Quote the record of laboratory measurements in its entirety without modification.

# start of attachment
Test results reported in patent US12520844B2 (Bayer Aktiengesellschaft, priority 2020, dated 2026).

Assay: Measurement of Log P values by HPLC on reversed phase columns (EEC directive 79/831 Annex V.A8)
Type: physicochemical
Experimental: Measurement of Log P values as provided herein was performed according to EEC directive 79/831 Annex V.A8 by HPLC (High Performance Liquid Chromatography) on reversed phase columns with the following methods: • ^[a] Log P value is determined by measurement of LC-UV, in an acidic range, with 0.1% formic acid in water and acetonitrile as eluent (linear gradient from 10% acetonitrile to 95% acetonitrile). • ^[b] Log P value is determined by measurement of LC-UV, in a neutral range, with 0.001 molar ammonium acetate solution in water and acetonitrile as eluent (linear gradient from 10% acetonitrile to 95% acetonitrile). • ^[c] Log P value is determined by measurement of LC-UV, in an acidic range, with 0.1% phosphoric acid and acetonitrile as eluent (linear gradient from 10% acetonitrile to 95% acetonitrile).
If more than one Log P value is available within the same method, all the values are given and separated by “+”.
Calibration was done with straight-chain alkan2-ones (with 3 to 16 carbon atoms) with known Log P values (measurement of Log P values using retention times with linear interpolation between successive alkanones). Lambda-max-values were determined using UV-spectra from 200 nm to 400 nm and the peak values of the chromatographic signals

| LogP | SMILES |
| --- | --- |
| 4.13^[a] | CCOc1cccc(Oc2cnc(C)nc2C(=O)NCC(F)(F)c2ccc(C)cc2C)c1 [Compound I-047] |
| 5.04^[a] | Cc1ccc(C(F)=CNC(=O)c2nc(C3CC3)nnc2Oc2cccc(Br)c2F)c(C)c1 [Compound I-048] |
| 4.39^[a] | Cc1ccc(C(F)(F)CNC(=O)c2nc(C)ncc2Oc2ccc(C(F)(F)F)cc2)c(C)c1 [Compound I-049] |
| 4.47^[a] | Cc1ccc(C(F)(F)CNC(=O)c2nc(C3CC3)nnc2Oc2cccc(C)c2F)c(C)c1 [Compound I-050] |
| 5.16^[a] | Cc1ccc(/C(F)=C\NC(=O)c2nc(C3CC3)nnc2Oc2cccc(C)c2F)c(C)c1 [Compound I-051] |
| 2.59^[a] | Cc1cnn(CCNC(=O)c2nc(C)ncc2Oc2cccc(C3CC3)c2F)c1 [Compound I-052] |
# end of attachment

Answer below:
Test results reported in patent US12520844B2 (Bayer Aktiengesellschaft, priority 2020, dated 2026).

Assay: Measurement of Log P values by HPLC on reversed phase columns (EEC directive 79/831 Annex V.A8)
Type: physicochemical
Experimental: Measurement of Log P values as provided herein was performed according to EEC directive 79/831 Annex V.A8 by HPLC (High Performance Liquid Chromatography) on reversed phase columns with the following methods: • ^[a] Log P value is determined by measurement of LC-UV, in an acidic range, with 0.1% formic acid in water and acetonitrile as eluent (linear gradient from 10% acetonitrile to 95% acetonitrile). • ^[b] Log P value is determined by measurement of LC-UV, in a neutral range, with 0.001 molar ammonium acetate solution in water and acetonitrile as eluent (linear gradient from 10% acetonitrile to 95% acetonitrile). • ^[c] Log P value is determined by measurement of LC-UV, in an acidic range, with 0.1% phosphoric acid and acetonitrile as eluent (linear gradient from 10% acetonitrile to 95% acetonitrile).
If more than one Log P value is available within the same method, all the values are given and separated by “+”.
Calibration was done with straight-chain alkan2-ones (with 3 to 16 carbon atoms) with known Log P values (measurement of Log P values using retention times with linear interpolation between successive alkanones). Lambda-max-values were determined using UV-spectra from 200 nm to 400 nm and the peak values of the chromatographic signals

| LogP | SMILES |
| --- | --- |
| 4.13^[a] | CCOc1cccc(Oc2cnc(C)nc2C(=O)NCC(F)(F)c2ccc(C)cc2C)c1 [Compound I-047] |
| 5.04^[a] | Cc1ccc(C(F)=CNC(=O)c2nc(C3CC3)nnc2Oc2cccc(Br)c2F)c(C)c1 [Compound I-048] |
| 4.39^[a] | Cc1ccc(C(F)(F)CNC(=O)c2nc(C)ncc2Oc2ccc(C(F)(F)F)cc2)c(C)c1 [Compound I-049] |
| 4.47^[a] | Cc1ccc(C(F)(F)CNC(=O)c2nc(C3CC3)nnc2Oc2cccc(C)c2F)c(C)c1 [Compound I-050] |
| 5.16^[a] | Cc1ccc(/C(F)=C\NC(=O)c2nc(C3CC3)nnc2Oc2cccc(C)c2F)c(C)c1 [Compound I-051] |
| 2.59^[a] | Cc1cnn(CCNC(=O)c2nc(C)ncc2Oc2cccc(C3CC3)c2F)c1 [Compound I-052] |